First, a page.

We have seen in many situations that runners in significant pain can alleviate that pain very quickly by getting their nervous system to change the behavior of the muscles in their running stride.
How We Helped a Competitive Marathon Runner Improve Their Time by 13 Minutes
In another example, we had a competitive marathoner who also happens to be a physical therapist come in because she strained some musculature in her hip flexor during a marathon.
She was in significant pain but only had two weeks until the next marathon she signed up for after five or six days of treating her issue with her own normal methods. She got a referral from one of her own clients to see us at Evo Performance Rehab.
Through the neurological search, we learned that the inner part of her hamstring was shortened and underfiring, which caused her to change her pelvic position and overuse her hip flexor. By helping to re-engage and integrate the hamstring back into her running stride and other movements that took the pressure off of the hip flexor, she was able to run her race after only five days of working with us, and she had a 13-minute faster time compared to her previous race.
Recovery Time and Getting Back to Running
Runners often ask us if they need to take long amounts of time off of running. And if there's one thing I've experienced with runners, it's that typically they are very addicted to the endorphins, also called the "runner's high," associated with consistent distance running.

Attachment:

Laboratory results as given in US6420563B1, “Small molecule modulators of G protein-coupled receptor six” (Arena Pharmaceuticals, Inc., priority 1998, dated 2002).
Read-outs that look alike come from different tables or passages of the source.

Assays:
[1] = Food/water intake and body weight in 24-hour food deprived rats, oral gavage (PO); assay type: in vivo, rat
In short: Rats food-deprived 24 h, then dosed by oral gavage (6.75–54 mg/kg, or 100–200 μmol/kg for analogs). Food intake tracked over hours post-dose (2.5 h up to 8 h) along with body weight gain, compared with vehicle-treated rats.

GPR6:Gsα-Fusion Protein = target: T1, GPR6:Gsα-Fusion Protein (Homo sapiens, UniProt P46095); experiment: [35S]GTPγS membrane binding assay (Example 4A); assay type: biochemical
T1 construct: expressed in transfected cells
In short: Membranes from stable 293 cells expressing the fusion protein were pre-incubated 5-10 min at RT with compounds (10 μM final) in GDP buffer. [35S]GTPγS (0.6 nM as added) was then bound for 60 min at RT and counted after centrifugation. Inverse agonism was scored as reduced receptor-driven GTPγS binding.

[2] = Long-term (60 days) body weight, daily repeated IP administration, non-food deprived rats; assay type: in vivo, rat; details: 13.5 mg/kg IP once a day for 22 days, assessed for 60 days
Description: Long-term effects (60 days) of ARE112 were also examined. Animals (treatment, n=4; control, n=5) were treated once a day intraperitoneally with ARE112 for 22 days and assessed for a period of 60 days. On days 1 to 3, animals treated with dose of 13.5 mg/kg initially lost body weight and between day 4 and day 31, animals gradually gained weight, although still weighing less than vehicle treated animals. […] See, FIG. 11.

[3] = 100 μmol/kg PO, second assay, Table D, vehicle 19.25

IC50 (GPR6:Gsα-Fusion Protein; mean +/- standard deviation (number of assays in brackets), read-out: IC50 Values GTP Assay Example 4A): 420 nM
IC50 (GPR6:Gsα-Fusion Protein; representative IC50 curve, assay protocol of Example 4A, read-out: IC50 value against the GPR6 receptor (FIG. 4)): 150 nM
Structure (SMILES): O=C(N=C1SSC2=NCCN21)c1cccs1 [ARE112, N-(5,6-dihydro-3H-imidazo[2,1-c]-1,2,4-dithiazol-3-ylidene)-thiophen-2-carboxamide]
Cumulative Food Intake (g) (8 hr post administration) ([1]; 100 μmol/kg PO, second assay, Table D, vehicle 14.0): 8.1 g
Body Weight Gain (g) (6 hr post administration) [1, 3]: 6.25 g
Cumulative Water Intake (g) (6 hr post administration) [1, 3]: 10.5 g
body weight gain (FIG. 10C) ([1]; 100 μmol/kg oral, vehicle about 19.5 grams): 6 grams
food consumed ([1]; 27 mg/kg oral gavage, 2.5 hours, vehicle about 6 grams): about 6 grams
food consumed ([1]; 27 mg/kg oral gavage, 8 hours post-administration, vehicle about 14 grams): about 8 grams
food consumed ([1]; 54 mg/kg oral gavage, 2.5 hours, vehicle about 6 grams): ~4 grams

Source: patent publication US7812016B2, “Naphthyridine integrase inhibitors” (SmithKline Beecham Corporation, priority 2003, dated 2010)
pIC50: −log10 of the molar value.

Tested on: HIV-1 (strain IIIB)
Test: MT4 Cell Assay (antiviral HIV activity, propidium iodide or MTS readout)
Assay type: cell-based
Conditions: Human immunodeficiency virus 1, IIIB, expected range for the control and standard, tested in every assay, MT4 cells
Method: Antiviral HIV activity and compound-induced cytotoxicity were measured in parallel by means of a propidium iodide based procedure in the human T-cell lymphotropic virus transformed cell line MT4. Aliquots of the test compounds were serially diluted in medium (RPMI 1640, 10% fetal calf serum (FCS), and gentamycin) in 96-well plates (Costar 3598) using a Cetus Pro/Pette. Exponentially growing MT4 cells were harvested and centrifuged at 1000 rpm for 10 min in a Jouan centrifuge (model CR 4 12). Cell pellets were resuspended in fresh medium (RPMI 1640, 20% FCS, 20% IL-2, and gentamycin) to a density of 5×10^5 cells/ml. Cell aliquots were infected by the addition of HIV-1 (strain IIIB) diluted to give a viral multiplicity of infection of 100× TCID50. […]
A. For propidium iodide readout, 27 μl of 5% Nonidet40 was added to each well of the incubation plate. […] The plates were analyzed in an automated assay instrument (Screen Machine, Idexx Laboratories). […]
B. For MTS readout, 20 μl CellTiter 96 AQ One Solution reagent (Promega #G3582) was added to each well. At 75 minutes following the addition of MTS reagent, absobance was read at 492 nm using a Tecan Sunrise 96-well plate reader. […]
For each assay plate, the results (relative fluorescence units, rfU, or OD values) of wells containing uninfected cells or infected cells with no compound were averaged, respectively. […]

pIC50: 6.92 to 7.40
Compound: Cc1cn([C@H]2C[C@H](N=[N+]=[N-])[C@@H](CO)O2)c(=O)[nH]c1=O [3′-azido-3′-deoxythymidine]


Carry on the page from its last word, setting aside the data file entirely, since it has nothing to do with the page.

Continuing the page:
Fear not; most people who work with Evo Performance Rehab can take a very brief pause from running, ideally in a few days if things respond well, and then get back to running with maybe some productive constraints within a few more days after that.
We want to help your body do the right work to tolerate the stress of running productively. We do not want to take away one of your favorite things and one of the things people are extremely passionate about. Runners are addicted to running, and it's a pretty positive addiction someone can develop.
So with the help of Evo Performance Rehab, getting all of the movement patterns back to a more optimal function and working to create the ability for the body to tolerate higher amounts of force and fatigue while maintaining good mechanics, the neurological soft tissue therapy system is a great answer for getting runners back on the trail very quickly from acute injuries and problem solving to a high level of optimization for long-term consistent injuries that have nagged runners for years.
How We Helped Two Sprinters Accelerate Their Comebacks
Although I have discussed primarily distance running, we also do a significant amount of work with sprinting athletes, whether they are youth, high school, college, or even Senior Games competitors. The demands of sprinting on the body can be intense: strained hamstrings, strained hip flexors, strained calves, Achilles plantar fasciitis, shin splints—all of the same issues but typically more biased towards the muscles.
The neurological soft tissue therapy system is extremely adept at accelerating a comeback to being able to sprint all out without guardedness or tentative movement.
Last year, we worked with a sprinter who had injured his hamstring early in the season and came back and hit personal bests within four weeks of a hamstring strain. Another athlete we worked with in the past year had some movement patterns that were reminiscent of her history as a hockey player, and she felt that she was losing efficiency in her sprinting because she was essentially running like a hockey player.
We worked to find which areas were overworking and which ones were underworking, did training to make her running gait more efficient, and are happy to have heard recently that she has had personal bests in all of her races so far this year.